Hawaii Deceptive Trade Practices Laws

Hawaii has adopted the Uniform Deceptive Trade Practices Act.  The Act is provided under Chapter 481 of the Hawaii Revised Statutes.  Section 481A-3 prohibits false and fraudulent advertisements and such advertisements are treated as deceptive trade practices.  False advertising is also prohibited under Section 708-871 under the Hawaii Penal Code.  Such advertising acts are considered to be misdemeanor under the Code.

A person, who suffered damages from deceptive trade practices listed in the Act, can claim for an injunction from the Court.  However, costs and reasonable attorney fees are awarded only by the Court’s discretion.

Tampering with an odometer of a vehicle is prohibited under Section 486-77 of the Hawaii Revised Statutes.

HRS § 481A-3

Deceptive trade practices.
(a) A person engages in a deceptive trade practice when, in the course of the person’s business, vocation, or occupation, the person:

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(9) Advertises goods or services with intent not to sell them as advertised;
(10) Advertises goods or services with intent not to supply reasonably expectable public demand, unless the advertisement discloses a limitation of quantity;

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HRS § 708-871

False advertising.
(1) A person commits the offense of false advertising if, in connection with the promotion of the sale of property or services, the person knowingly or recklessly makes or causes to be made a false or misleading statement in any advertisement addressed to the public or to a substantial number of persons.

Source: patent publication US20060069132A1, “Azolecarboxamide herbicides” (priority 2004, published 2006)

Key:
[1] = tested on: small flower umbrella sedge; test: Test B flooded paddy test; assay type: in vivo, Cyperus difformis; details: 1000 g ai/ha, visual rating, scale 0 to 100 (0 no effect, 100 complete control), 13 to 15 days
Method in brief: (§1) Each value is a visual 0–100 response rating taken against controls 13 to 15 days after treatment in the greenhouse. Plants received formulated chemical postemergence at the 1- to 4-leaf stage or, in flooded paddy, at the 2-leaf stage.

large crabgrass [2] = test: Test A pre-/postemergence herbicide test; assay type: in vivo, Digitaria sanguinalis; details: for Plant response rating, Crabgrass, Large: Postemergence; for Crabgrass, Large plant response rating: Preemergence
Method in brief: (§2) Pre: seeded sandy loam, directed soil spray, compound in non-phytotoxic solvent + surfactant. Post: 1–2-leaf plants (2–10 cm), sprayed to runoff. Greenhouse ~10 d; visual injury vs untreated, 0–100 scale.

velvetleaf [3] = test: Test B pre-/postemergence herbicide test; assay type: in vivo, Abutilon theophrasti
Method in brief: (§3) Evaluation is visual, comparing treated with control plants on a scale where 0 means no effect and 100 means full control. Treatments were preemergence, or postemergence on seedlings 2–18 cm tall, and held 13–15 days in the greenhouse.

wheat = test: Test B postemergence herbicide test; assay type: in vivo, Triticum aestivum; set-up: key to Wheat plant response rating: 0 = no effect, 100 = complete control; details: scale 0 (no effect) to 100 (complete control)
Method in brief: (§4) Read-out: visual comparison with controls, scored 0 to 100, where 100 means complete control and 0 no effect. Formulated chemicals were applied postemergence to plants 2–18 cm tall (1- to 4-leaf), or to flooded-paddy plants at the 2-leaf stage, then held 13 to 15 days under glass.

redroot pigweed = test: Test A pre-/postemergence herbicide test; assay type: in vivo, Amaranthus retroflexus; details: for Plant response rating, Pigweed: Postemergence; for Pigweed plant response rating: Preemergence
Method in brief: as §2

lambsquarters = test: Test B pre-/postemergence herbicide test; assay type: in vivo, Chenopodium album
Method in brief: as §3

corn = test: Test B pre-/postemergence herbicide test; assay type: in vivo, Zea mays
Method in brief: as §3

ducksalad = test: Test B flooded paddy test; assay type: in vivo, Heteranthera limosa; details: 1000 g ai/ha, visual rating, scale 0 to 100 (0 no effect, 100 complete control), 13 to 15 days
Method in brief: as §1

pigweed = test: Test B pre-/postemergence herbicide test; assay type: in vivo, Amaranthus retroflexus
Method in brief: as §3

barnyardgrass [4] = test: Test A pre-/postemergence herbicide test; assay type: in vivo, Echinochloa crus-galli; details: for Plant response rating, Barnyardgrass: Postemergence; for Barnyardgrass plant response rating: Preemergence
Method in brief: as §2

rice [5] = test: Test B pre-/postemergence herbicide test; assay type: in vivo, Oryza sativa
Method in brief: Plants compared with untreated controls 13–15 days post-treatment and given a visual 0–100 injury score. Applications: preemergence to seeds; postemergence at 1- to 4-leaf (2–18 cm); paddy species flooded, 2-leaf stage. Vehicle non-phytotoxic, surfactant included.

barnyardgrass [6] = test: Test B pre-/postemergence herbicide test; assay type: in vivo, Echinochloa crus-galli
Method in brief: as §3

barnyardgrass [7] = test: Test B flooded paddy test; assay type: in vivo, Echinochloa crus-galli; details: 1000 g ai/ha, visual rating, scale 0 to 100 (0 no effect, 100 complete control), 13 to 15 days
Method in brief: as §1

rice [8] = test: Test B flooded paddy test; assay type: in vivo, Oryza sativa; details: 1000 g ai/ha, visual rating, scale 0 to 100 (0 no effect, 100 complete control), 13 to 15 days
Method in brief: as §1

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(3) False advertising is a misdemeanor.

HRS § 481A-4

Remedies.
(a) A person likely to be damaged by a deceptive trade practice of another may be granted an injunction against it under the principles of equity and on terms that the court considers reasonable. Proof of monetary damage, loss of profits, or intent to deceive is not required. Relief granted for the copying of an article shall be limited to the prevention of confusion or misunderstanding as to source.
(b) Costs shall be allowed to the prevailing party unless the court otherwise directs. The court may award attorneys’ fees to the prevailing party if (1) the party complaining of a deceptive trade practice has brought an action which the party knew to be groundless, or (2) the party charged with a deceptive trade practice has wilfully engaged in the trade practice knowing it to be deceptive.
(c) The relief provided in this section is in addition to remedies otherwise available against the same conduct under the common law or other statutes of this State.

HRS § 486-77

Odometers; prohibitions; exemptions.
(a) It shall be unlawful to:
(1) Tamper with an odometer, installed in a passenger car, for any purpose. This paragraph shall not be construed to preclude legitimate repair, replacement, or adjustment of an odometer, provided that the administrator may require documentation of such repair, replacement, or adjustment;
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(4) Disconnect, turn back, advance, or reset the odometer of any passenger car with intent to alter the distance indicated on the odometer;

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Inside Hawaii Deceptive Trade Practices Laws